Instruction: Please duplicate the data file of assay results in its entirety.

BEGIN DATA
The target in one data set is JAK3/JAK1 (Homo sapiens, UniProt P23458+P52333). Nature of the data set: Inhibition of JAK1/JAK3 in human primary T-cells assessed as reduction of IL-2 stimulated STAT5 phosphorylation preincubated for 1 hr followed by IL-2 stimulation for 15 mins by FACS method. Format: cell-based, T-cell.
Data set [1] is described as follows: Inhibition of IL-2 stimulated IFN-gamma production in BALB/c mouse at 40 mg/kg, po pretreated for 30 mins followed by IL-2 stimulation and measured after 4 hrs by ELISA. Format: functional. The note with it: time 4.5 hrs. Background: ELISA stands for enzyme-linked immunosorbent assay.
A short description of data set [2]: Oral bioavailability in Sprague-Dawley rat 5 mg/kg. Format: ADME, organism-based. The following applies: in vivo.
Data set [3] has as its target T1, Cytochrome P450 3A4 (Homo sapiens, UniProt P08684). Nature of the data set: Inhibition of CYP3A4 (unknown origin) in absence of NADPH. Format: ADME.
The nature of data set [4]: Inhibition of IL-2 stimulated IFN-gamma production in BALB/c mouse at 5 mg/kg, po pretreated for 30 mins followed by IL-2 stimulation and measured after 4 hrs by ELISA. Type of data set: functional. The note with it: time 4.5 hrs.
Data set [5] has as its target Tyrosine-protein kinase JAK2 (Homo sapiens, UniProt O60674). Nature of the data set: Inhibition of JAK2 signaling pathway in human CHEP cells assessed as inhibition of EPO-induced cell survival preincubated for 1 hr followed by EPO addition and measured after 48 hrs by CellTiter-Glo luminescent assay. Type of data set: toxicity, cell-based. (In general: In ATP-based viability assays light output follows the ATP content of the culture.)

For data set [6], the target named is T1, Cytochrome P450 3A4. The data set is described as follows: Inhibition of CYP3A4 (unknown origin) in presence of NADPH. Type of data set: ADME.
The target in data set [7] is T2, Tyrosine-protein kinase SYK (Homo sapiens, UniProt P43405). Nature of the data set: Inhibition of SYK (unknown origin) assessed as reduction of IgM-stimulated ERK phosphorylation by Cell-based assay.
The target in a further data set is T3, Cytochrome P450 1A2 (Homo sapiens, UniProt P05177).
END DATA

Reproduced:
The target in one data set is JAK3/JAK1 (Homo sapiens, UniProt P23458+P52333). Nature of the data set: Inhibition of JAK1/JAK3 in human primary T-cells assessed as reduction of IL-2 stimulated STAT5 phosphorylation preincubated for 1 hr followed by IL-2 stimulation for 15 mins by FACS method. Format: cell-based, T-cell.
Data set [1] is described as follows: Inhibition of IL-2 stimulated IFN-gamma production in BALB/c mouse at 40 mg/kg, po pretreated for 30 mins followed by IL-2 stimulation and measured after 4 hrs by ELISA. Format: functional. The note with it: time 4.5 hrs. Background: ELISA stands for enzyme-linked immunosorbent assay.
A short description of data set [2]: Oral bioavailability in Sprague-Dawley rat 5 mg/kg. Format: ADME, organism-based. The following applies: in vivo.
Data set [3] has as its target T1, Cytochrome P450 3A4 (Homo sapiens, UniProt P08684). Nature of the data set: Inhibition of CYP3A4 (unknown origin) in absence of NADPH. Format: ADME.
The nature of data set [4]: Inhibition of IL-2 stimulated IFN-gamma production in BALB/c mouse at 5 mg/kg, po pretreated for 30 mins followed by IL-2 stimulation and measured after 4 hrs by ELISA. Type of data set: functional. The note with it: time 4.5 hrs.
Data set [5] has as its target Tyrosine-protein kinase JAK2 (Homo sapiens, UniProt O60674). Nature of the data set: Inhibition of JAK2 signaling pathway in human CHEP cells assessed as inhibition of EPO-induced cell survival preincubated for 1 hr followed by EPO addition and measured after 48 hrs by CellTiter-Glo luminescent assay. Type of data set: toxicity, cell-based. (In general: In ATP-based viability assays light output follows the ATP content of the culture.)

For data set [6], the target named is T1, Cytochrome P450 3A4. The data set is described as follows: Inhibition of CYP3A4 (unknown origin) in presence of NADPH. Type of data set: ADME.
The target in data set [7] is T2, Tyrosine-protein kinase SYK (Homo sapiens, UniProt P43405). Nature of the data set: Inhibition of SYK (unknown origin) assessed as reduction of IgM-stimulated ERK phosphorylation by Cell-based assay.
The target in a further data set is T3, Cytochrome P450 1A2 (Homo sapiens, UniProt P05177).